Wednesday, July 30, 2014

Rights Groups in Africa Urge US to Include Civil Society in US-Africa Summit

WASHINGTON—In the run-up to the first-ever U.S.-Africa Leaders Summit, 52 African civil society organizations have sent an open letter to U.S. President Barack Obama and the 50 invited African heads of state asking to participate and have local business and human rights priorities included in a forum that focuses on U.S. trade and foreign investment in Africa.

Far from improving the lives of everyday Africans, foreign investment on the continent for decades has resulted in human rights violations that have led to chronic poverty, corruption, the proliferation of extremist groups, and social instability. Therefore, it is imperative that the priorities of African civil society organizations and their constituencies be included in any dialogue or decision-making process about foreign investment that will significantly impact local communities.

“We express deep concern that the organizers of the U.S.-Africa Leaders Summit have missed a tremendous opportunity to engage with African civil society organizations who work daily to mitigate the adverse impacts of business activity across Africa,” said Teklemariam Berhane, a researcher and activist with Human Rights Council-Ethiopia. “We believe that dialogue among all stakeholders, including government, civil society and business representatives, is vital to ensuring that foreign investment promotes the welfare and human rights of vulnerable communities.”

In the letter, civil society leaders from across the continent under the umbrella of the African Coalition for Corporate Accountability (ACCA) have asked to participate and have their business and human rights concerns addressed in the Summit, especially in its Business Forum. These concerns include: the protection of collective and individual rights (particularly the right to free, prior and informed consent), the protection of labor rights, strengthening access to remedy, and ensuring states fulfill their duty to protect their citizens’ human rights. The ACCA members also call on their leaders to develop and implement national action plans on protecting human rights in and related to business activity.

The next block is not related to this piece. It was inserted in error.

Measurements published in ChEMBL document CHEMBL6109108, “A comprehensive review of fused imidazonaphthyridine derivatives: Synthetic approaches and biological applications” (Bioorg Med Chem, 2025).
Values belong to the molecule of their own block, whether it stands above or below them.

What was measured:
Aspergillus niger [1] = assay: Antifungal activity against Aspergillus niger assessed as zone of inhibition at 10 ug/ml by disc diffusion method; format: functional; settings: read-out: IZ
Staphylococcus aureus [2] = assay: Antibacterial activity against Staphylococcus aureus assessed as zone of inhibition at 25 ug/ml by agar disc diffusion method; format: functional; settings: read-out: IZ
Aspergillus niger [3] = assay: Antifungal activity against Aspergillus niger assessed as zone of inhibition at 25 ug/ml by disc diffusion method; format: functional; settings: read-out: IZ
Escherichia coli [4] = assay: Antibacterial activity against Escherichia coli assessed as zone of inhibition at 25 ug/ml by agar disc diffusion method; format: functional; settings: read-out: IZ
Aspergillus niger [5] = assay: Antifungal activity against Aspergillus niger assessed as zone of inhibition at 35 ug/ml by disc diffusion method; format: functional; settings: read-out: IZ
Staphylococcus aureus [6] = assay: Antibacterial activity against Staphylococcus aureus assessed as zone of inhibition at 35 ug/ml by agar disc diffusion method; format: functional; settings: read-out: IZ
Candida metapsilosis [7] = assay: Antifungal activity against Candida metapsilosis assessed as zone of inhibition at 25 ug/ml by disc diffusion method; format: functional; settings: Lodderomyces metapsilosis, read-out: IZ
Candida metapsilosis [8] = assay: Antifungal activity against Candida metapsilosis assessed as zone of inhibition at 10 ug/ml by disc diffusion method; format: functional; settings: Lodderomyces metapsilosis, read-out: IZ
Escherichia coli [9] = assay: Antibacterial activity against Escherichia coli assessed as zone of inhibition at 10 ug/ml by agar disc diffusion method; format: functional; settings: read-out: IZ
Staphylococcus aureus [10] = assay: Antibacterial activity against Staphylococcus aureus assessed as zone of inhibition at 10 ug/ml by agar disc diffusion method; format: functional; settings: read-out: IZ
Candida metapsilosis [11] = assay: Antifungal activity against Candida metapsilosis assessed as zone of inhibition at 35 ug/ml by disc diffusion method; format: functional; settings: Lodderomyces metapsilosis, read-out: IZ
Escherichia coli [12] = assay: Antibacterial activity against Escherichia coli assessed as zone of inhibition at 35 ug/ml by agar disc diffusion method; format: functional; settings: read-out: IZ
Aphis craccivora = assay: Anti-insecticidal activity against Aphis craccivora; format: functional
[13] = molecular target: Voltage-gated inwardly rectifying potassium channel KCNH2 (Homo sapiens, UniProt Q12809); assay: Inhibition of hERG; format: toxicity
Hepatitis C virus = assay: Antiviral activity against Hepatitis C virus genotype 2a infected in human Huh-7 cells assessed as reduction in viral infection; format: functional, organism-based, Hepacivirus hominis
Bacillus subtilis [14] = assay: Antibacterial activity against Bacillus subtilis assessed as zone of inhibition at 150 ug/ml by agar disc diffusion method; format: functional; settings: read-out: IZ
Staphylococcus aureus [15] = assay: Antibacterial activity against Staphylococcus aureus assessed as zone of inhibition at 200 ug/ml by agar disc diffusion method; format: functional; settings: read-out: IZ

African Coalition for Corporate Accountability
ACCA members include 71 civil society organizations from 27 African countries.

As of today, African civil society organizations have not been invited to participate in the U.S.-Africa Leaders Summit—to which U.S. President Barack Obama invited 50 African leaders—or the U.S.-Africa Business Forum. While the U.S. Department of State has organized a meeting specifically for African civil society groups, groups working on issues of corporate accountability were largely left out. The meeting also does not offer participating civil society groups the much-needed opportunity to engage directly with African leaders or U.S. business executives.

The African Coalition on Corporate Accountability is a coalition of 71 organizations from 27 African countries supporting communities and individuals whose human rights are adversely impacted daily by the activities of corporations, both multi-national and domestic. It was launched in 2013 with the support of Global Rights. ACCA has been roundly lauded for its ability to unite African civil society and create a strong and informed voice for corporate accountability in the region. John D. Ruggie, Harvard professor and formerly the U.N. Secretary-General's Special Representative for Business and Human Rights, said that ACCA "has the potential to both amplify the voice of the vulnerable and to become a partner in defining solutions to business and human rights challenges."

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